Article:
Britain will be left with “no empire, no union and no special relationship” with the US if the country votes to pull out of Europe, the former Deputy Prime Minister Nick Clegg has warned.
In his first major intervention into the referendum debate ahead of President Barack Obama’s visit to the UK on Thursday to give his endorsement to the Remain campaign Mr Clegg said the referendum fight represented a choice between “Great Britain or Little England”.
And he suggested that a vote to leave would not only damage Britain’s relationship with the US, but could also end up splitting the UK, with Scotland breaking away to remain in the European Union, leaving England and Wales isolated.
“Leaving the European Union will have an unravelling effect on all our most important relationships – with our neighbours in Europe, with our cousins in America and even with our brothers and sisters within the United Kingdom if it pushes Scotland closer to independence. We will be left with no empire, no union and no special relationship. We will never have been so alone. Never so isolated. Never so powerless.”
In his speech to Princeton University in New Jersey, Mr Clegg also warned that a vote to leave would mean the UK “sacrificing our seat at the top table” of world affairs in favour of a “new era of isolation”.
“Without a leadership role in the union of 500 million citizens on our doorstep, why should the Americans or the Indians or the Chinese, actually listen to us?” Mr Clegg said. “We can’t influence the rest of the world if we retreat from our corner of it.”
Mr Clegg poured scorn of the leaders of the Leave campaign for disparaging the views of President Obama and other leading US political figures in favour of those expounded by the Republican Presidential contender Donald Trump.
“The choice for any British voter who cares about American opinion couldn’t be clearer: Trump wants Britain out of the EU; President Obama wants us to stay in. I know who’s side I – and I suspect millions of other Brits – would rather be on.”
Mr Obama is due to fly into London on Thursday night for a two-day visit that will include a press conference in Downing Street and a town-hall question-and-answer session in London.
The US President will use the trip to weigh in on the side of the Remain campaign – and make clear the fabled “special relationship” with the US depends as much on Britain’s position as a leading member of the EU as it does on the historic tied between the two countries. Downing Street hopes that the President’s message will cut through to undecided voters in a way in that warnings of Brexit from other international institutions has not.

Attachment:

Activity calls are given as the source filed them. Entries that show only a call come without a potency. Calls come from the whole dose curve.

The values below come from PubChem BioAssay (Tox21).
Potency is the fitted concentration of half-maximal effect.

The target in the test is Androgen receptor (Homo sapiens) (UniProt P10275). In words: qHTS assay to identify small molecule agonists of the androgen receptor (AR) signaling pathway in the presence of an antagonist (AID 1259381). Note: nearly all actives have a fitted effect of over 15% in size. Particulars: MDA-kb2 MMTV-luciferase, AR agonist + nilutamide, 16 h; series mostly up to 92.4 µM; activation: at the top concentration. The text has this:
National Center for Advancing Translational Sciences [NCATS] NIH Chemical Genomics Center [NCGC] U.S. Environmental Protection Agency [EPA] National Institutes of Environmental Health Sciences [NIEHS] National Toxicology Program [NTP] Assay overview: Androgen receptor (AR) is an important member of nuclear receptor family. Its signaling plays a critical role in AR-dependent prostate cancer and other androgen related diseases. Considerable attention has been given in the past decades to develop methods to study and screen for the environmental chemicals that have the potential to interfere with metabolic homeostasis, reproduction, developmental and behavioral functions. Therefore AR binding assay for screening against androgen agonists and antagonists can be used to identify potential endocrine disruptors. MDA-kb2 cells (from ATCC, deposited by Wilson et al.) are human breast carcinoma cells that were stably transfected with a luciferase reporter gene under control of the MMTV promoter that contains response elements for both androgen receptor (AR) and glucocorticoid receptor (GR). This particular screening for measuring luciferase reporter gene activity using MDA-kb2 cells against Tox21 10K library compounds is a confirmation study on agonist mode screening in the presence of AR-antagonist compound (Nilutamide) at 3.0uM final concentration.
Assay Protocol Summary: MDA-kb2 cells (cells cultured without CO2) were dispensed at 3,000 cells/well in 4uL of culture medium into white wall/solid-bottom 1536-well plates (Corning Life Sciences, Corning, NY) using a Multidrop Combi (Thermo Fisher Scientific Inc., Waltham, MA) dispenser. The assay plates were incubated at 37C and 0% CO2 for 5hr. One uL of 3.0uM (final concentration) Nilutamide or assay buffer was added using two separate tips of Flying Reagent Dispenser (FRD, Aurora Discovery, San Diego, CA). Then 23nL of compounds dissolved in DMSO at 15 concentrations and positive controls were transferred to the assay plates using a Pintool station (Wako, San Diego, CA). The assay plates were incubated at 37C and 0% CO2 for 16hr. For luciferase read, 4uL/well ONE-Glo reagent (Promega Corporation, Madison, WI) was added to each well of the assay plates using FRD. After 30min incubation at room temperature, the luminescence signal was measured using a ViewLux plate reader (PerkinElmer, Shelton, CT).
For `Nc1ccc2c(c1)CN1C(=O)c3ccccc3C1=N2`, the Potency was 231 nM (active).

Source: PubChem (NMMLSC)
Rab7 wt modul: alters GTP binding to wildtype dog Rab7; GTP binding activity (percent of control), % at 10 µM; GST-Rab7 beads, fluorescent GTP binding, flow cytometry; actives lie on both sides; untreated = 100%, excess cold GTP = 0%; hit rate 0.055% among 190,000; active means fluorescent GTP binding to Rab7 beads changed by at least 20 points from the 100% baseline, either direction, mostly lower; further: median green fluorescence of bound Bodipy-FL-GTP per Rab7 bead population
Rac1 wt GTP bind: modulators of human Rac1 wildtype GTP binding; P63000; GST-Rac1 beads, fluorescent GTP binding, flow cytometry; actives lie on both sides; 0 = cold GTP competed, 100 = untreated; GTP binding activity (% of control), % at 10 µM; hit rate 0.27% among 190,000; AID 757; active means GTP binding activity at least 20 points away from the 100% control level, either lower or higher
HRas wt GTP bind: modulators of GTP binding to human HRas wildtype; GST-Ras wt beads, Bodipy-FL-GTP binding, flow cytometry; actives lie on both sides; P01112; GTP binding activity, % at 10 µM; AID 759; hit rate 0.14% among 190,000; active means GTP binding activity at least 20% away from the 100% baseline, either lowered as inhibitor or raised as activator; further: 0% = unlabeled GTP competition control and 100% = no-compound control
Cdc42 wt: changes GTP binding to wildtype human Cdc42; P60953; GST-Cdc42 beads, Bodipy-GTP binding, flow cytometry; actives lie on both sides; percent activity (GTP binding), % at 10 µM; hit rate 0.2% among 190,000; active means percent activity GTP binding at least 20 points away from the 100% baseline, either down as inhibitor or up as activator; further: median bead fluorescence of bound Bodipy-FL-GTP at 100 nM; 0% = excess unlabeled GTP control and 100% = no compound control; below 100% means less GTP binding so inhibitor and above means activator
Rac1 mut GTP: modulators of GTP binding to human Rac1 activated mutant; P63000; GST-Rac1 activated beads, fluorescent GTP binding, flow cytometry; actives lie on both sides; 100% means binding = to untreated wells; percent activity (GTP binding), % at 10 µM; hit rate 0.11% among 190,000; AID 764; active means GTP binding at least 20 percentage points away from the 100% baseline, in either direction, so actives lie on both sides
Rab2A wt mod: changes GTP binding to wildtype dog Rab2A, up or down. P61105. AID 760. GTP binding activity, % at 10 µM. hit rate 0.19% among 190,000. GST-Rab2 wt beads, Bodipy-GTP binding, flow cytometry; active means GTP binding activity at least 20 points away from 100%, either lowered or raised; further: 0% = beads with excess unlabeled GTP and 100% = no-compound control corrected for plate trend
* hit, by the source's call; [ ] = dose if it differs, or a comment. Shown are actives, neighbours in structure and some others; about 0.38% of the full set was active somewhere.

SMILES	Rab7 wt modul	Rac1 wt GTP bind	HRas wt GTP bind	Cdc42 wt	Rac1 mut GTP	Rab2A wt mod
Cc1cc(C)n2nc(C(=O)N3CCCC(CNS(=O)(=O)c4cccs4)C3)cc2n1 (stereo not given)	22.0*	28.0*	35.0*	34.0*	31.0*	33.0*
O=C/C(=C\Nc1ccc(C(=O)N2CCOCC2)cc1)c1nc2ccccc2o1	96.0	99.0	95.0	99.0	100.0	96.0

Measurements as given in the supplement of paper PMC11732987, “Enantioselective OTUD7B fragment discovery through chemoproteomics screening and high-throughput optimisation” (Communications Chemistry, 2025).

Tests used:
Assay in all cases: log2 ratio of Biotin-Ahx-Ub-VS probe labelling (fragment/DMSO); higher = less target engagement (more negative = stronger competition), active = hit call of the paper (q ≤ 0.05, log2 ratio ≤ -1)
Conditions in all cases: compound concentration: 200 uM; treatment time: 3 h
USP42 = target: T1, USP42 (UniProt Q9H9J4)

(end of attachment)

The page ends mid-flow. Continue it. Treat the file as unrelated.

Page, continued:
In Parliament, David Cameron urged people to listen to what Mr Obama had to say. “Personally, I believe we should listen to advice from friends and other countries, and I struggle to find the leader of any friendly country who thinks we should leave,” the Prime Minister said.
In his speech, Mr Clegg claimed that Brexit would reduce Britain’s importance to the US as an ally.
“When it comes to transatlantic trade, information- and intelligence-sharing and influence on our shared strategic priorities, whether it is fighting climate change or tackling stateless terrorism, Britain remains one of America’s most important allies because of the clout we wield – and are capable of wielding – across our own continent,” he said. “But without that ability to influence Europe’s economic and trade priorities, or its approach to intelligence and information sharing, or how we work together to fight climate change or tackle terrorism, Britain’s value to America is severely diminished.”
Larry Summers, who served as Treasury Secretary in Bill Clinton's administration, told BBC Radio 4's Today programme that Brexit would be “the most isolationist deed in the past century” and would damage Britain's economic future and standing in the world, as well as reducing the effectiveness of the transatlantic special relationship.
But prominent Leave campaigner and former defence secretary Liam Fox challenged the assessment that Brexit would diminish the UK's role in the world.
“There are many other areas than just money where Britain matters, security being one of them – we have the world's fifth biggest defence budget,” Dr Fox told Today. “Unless there is fundamental change in that European leadership, we will have an imploding continent, and a British exit may give them the shock therapy they require to make the change necessary to stop Europe falling apart.“
Meanwhile, the EU's most senior official admitted the 28-nation bloc had lost popularity because it over-regulated and interfered too much in people's lives.
Answering questions from British MPs in Strasbourg, European Commission president Jean-Claude Juncker said: “I think that one of the reasons that European citizens are stepping away from the European project is that we are interfering in too many domains of their private lives. And too many domains where the member states are better placed to take action and pass legislation.”
Mr Juncker insisted the commission was “doing less” now in the face of such concerns.
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